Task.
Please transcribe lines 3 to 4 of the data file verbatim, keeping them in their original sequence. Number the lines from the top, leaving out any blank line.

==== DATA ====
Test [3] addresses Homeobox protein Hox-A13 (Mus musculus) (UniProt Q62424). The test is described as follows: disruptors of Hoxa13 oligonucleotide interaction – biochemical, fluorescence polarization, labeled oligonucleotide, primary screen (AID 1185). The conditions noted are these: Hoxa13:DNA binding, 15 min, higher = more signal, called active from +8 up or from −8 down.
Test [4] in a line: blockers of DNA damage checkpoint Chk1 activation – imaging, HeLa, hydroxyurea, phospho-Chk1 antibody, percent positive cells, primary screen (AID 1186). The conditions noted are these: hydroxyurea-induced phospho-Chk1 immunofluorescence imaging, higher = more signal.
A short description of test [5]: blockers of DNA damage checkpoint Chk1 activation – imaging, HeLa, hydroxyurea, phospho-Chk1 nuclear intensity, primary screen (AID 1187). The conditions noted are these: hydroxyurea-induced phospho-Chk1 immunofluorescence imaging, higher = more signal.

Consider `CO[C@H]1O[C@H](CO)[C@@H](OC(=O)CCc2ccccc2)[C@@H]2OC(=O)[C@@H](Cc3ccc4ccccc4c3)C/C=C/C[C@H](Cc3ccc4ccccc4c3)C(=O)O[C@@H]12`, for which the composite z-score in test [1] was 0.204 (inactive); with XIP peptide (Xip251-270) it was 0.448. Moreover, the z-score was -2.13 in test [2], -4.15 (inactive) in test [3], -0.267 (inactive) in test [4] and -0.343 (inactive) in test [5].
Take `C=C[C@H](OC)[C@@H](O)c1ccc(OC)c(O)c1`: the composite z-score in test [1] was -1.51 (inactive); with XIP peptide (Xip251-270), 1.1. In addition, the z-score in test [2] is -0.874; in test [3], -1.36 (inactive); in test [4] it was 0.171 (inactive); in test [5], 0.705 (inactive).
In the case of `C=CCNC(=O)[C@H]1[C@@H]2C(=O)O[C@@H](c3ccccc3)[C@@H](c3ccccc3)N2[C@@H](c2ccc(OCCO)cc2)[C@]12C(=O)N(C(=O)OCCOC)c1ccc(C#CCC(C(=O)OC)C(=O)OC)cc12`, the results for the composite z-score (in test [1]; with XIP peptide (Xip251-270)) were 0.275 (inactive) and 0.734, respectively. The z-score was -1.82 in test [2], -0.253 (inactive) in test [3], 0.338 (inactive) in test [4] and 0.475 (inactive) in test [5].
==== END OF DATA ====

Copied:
A short description of test [5]: blockers of DNA damage checkpoint Chk1 activation – imaging, HeLa, hydroxyurea, phospho-Chk1 nuclear intensity, primary screen (AID 1187). The conditions noted are these: hydroxyurea-induced phospho-Chk1 immunofluorescence imaging, higher = more signal.

Consider `CO[C@H]1O[C@H](CO)[C@@H](OC(=O)CCc2ccccc2)[C@@H]2OC(=O)[C@@H](Cc3ccc4ccccc4c3)C/C=C/C[C@H](Cc3ccc4ccccc4c3)C(=O)O[C@@H]12`, for which the composite z-score in test [1] was 0.204 (inactive); with XIP peptide (Xip251-270) it was 0.448. Moreover, the z-score was -2.13 in test [2], -4.15 (inactive) in test [3], -0.267 (inactive) in test [4] and -0.343 (inactive) in test [5].